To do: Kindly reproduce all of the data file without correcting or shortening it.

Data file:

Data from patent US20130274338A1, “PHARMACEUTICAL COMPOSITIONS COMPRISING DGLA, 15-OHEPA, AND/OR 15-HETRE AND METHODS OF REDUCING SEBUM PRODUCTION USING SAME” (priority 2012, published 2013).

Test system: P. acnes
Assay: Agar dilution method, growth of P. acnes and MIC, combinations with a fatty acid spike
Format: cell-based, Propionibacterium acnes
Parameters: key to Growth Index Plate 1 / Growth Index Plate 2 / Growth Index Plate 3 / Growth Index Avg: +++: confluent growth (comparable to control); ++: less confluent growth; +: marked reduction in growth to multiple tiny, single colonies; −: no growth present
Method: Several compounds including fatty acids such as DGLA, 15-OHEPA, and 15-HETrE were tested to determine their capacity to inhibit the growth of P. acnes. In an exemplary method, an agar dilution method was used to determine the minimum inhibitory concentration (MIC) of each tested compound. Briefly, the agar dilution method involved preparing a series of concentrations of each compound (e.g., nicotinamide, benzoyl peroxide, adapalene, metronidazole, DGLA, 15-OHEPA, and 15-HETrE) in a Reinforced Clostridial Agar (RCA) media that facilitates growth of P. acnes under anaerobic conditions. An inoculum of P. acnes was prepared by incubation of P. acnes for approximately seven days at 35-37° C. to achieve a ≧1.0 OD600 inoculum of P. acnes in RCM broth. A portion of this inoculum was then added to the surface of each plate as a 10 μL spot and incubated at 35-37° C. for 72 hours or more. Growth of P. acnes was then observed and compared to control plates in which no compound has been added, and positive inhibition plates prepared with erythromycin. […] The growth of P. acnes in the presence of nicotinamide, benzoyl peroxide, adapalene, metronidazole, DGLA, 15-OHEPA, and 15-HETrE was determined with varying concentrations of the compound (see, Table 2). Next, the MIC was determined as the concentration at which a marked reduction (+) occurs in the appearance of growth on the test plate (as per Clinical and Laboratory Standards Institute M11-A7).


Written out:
Data from patent US20130274338A1, “PHARMACEUTICAL COMPOSITIONS COMPRISING DGLA, 15-OHEPA, AND/OR 15-HETRE AND METHODS OF REDUCING SEBUM PRODUCTION USING SAME” (priority 2012, published 2013).

Test system: P. acnes
Assay: Agar dilution method, growth of P. acnes and MIC, combinations with a fatty acid spike
Format: cell-based, Propionibacterium acnes
Parameters: key to Growth Index Plate 1 / Growth Index Plate 2 / Growth Index Plate 3 / Growth Index Avg: +++: confluent growth (comparable to control); ++: less confluent growth; +: marked reduction in growth to multiple tiny, single colonies; −: no growth present
Method: Several compounds including fatty acids such as DGLA, 15-OHEPA, and 15-HETrE were tested to determine their capacity to inhibit the growth of P. acnes. In an exemplary method, an agar dilution method was used to determine the minimum inhibitory concentration (MIC) of each tested compound. Briefly, the agar dilution method involved preparing a series of concentrations of each compound (e.g., nicotinamide, benzoyl peroxide, adapalene, metronidazole, DGLA, 15-OHEPA, and 15-HETrE) in a Reinforced Clostridial Agar (RCA) media that facilitates growth of P. acnes under anaerobic conditions. An inoculum of P. acnes was prepared by incubation of P. acnes for approximately seven days at 35-37° C. to achieve a ≧1.0 OD600 inoculum of P. acnes in RCM broth. A portion of this inoculum was then added to the surface of each plate as a 10 μL spot and incubated at 35-37° C. for 72 hours or more. Growth of P. acnes was then observed and compared to control plates in which no compound has been added, and positive inhibition plates prepared with erythromycin. […] The growth of P. acnes in the presence of nicotinamide, benzoyl peroxide, adapalene, metronidazole, DGLA, 15-OHEPA, and 15-HETrE was determined with varying concentrations of the compound (see, Table 2). Next, the MIC was determined as the concentration at which a marked reduction (+) occurs in the appearance of growth on the test plate (as per Clinical and Laboratory Standards Institute M11-A7).